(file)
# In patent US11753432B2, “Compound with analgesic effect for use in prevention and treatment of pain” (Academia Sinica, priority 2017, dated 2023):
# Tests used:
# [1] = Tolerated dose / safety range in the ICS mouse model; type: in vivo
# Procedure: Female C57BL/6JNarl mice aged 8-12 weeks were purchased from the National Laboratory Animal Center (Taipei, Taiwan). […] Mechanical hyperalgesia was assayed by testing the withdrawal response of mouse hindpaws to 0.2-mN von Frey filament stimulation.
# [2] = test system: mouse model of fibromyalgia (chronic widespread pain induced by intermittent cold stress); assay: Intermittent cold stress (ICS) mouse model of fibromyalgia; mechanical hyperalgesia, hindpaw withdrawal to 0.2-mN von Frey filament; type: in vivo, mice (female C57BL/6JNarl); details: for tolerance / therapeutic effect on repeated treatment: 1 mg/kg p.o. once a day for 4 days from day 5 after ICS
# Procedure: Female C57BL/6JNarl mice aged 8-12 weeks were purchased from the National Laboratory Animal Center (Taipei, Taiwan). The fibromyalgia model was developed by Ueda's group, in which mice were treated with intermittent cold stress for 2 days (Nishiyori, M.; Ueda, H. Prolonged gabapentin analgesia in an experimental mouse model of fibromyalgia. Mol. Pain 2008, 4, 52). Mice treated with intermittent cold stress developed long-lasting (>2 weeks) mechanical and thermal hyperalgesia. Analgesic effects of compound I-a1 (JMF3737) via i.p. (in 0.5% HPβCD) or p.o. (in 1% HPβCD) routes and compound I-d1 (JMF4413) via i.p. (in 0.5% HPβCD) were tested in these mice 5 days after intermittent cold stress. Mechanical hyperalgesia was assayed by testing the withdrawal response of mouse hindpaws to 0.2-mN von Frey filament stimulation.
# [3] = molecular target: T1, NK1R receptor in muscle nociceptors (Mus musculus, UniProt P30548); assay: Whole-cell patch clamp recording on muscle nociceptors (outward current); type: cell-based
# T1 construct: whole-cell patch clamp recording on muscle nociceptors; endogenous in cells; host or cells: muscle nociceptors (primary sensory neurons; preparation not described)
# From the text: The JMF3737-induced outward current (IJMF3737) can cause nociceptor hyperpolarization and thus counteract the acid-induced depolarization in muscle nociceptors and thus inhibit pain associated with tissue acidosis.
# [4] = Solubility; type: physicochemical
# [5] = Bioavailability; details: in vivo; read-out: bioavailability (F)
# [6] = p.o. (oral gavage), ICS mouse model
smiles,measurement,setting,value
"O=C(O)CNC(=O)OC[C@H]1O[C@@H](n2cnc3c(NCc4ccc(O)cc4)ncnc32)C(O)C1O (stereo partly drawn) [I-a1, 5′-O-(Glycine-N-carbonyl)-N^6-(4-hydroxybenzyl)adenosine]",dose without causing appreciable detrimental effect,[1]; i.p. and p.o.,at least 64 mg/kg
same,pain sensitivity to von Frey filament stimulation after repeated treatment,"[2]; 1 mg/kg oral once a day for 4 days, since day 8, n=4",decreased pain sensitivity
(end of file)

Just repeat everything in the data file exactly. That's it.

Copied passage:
# In patent US11753432B2, “Compound with analgesic effect for use in prevention and treatment of pain” (Academia Sinica, priority 2017, dated 2023):
# Tests used:
# [1] = Tolerated dose / safety range in the ICS mouse model; type: in vivo
# Procedure: Female C57BL/6JNarl mice aged 8-12 weeks were purchased from the National Laboratory Animal Center (Taipei, Taiwan). […] Mechanical hyperalgesia was assayed by testing the withdrawal response of mouse hindpaws to 0.2-mN von Frey filament stimulation.
# [2] = test system: mouse model of fibromyalgia (chronic widespread pain induced by intermittent cold stress); assay: Intermittent cold stress (ICS) mouse model of fibromyalgia; mechanical hyperalgesia, hindpaw withdrawal to 0.2-mN von Frey filament; type: in vivo, mice (female C57BL/6JNarl); details: for tolerance / therapeutic effect on repeated treatment: 1 mg/kg p.o. once a day for 4 days from day 5 after ICS
# Procedure: Female C57BL/6JNarl mice aged 8-12 weeks were purchased from the National Laboratory Animal Center (Taipei, Taiwan). The fibromyalgia model was developed by Ueda's group, in which mice were treated with intermittent cold stress for 2 days (Nishiyori, M.; Ueda, H. Prolonged gabapentin analgesia in an experimental mouse model of fibromyalgia. Mol. Pain 2008, 4, 52). Mice treated with intermittent cold stress developed long-lasting (>2 weeks) mechanical and thermal hyperalgesia. Analgesic effects of compound I-a1 (JMF3737) via i.p. (in 0.5% HPβCD) or p.o. (in 1% HPβCD) routes and compound I-d1 (JMF4413) via i.p. (in 0.5% HPβCD) were tested in these mice 5 days after intermittent cold stress. Mechanical hyperalgesia was assayed by testing the withdrawal response of mouse hindpaws to 0.2-mN von Frey filament stimulation.
# [3] = molecular target: T1, NK1R receptor in muscle nociceptors (Mus musculus, UniProt P30548); assay: Whole-cell patch clamp recording on muscle nociceptors (outward current); type: cell-based
# T1 construct: whole-cell patch clamp recording on muscle nociceptors; endogenous in cells; host or cells: muscle nociceptors (primary sensory neurons; preparation not described)
# From the text: The JMF3737-induced outward current (IJMF3737) can cause nociceptor hyperpolarization and thus counteract the acid-induced depolarization in muscle nociceptors and thus inhibit pain associated with tissue acidosis.
# [4] = Solubility; type: physicochemical
# [5] = Bioavailability; details: in vivo; read-out: bioavailability (F)
# [6] = p.o. (oral gavage), ICS mouse model
smiles,measurement,setting,value
"O=C(O)CNC(=O)OC[C@H]1O[C@@H](n2cnc3c(NCc4ccc(O)cc4)ncnc32)C(O)C1O (stereo partly drawn) [I-a1, 5′-O-(Glycine-N-carbonyl)-N^6-(4-hydroxybenzyl)adenosine]",dose without causing appreciable detrimental effect,[1]; i.p. and p.o.,at least 64 mg/kg
same,pain sensitivity to von Frey filament stimulation after repeated treatment,"[2]; 1 mg/kg oral once a day for 4 days, since day 8, n=4",decreased pain sensitivity